So basically Fey gives you the abstractive capabilities that native SQL is missing. You can extract reusable aspects from your queries and package them as separate functions.

share|improve this answer
I have to chew on it for a while longer to really set in. And, I don't think I'll be using Fey per se, but the approach certainly is pretty clear. Thank you for the great example! – Mark Canlas Jan 26 '09 at 18:36
I ended up going with a Fey-esque solution. It was based on Perl objects that represent queries, whose parts could be freely modified as it was passed around. – Mark Canlas Dec 9 '09 at 16:21

Please do not write your own ORM. Use something like DBIx::Class.

All of these problems that you mention have been solved, and the implementation tested in thousands of other applications. Stick to writing your app, not reimplementing libraries. You might not actually use DBIC in your app, but you should look at its implementation approach; especially how it incrementally builds ResultSets (which aren't sets of results, but are rather deferred queries).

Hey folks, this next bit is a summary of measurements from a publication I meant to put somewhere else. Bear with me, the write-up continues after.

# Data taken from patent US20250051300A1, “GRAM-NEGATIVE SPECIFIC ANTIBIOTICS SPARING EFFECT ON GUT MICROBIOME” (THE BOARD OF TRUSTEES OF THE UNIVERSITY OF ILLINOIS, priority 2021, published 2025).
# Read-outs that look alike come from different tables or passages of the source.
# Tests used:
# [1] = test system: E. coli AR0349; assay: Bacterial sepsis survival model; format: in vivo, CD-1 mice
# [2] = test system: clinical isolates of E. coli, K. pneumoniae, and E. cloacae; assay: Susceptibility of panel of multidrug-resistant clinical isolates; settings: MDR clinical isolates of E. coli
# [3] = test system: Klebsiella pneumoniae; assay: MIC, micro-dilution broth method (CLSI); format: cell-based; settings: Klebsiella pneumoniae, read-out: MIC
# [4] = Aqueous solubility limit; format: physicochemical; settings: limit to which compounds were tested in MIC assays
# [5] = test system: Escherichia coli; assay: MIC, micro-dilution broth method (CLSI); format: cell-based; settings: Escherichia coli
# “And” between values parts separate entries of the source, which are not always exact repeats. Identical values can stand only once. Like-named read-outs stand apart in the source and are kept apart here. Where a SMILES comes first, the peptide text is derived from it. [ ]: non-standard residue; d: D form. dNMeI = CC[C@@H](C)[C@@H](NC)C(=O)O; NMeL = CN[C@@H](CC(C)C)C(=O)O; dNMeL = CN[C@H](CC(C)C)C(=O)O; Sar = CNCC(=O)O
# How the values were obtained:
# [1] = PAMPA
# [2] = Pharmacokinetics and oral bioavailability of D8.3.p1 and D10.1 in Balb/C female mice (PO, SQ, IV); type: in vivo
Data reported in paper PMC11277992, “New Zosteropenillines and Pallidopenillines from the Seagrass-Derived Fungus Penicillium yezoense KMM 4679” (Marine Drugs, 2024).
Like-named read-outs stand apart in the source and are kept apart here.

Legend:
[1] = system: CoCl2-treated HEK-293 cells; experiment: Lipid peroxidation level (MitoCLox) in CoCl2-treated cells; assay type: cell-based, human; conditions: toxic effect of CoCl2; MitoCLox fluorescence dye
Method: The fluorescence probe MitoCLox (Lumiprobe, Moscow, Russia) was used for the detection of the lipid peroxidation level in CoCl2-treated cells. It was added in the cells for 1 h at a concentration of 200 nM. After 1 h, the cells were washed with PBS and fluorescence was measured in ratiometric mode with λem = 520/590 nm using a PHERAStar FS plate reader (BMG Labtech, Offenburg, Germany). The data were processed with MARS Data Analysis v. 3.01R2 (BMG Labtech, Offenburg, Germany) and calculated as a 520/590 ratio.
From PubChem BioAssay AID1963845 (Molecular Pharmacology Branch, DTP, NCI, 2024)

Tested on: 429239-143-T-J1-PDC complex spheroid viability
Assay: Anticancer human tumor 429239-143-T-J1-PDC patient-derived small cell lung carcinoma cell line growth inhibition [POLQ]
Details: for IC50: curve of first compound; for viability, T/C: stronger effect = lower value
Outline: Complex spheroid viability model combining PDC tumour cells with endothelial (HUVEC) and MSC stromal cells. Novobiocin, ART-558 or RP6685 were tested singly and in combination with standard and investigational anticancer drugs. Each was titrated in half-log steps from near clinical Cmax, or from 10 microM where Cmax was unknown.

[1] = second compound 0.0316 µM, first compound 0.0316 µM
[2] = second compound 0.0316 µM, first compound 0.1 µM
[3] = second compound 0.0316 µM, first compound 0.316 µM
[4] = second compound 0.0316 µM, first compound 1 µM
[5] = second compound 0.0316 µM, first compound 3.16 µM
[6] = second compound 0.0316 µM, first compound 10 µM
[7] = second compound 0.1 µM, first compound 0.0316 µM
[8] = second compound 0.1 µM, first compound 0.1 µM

share|improve this answer
I updated the OP given your response, as I feel this arena isn't appropriate for ORM. That or I haven't seen this type of functionality expressed in ORMs. – Mark Canlas Jan 26 '09 at 17:34
this IS what ORMs do. – Javier Jan 26 '09 at 17:40
People like reinventing ORMs because it's more fun than actual work, and "learning is hard". Not my problem, though... I let mst write my ORM :) – jrockway Jan 26 '09 at 19:14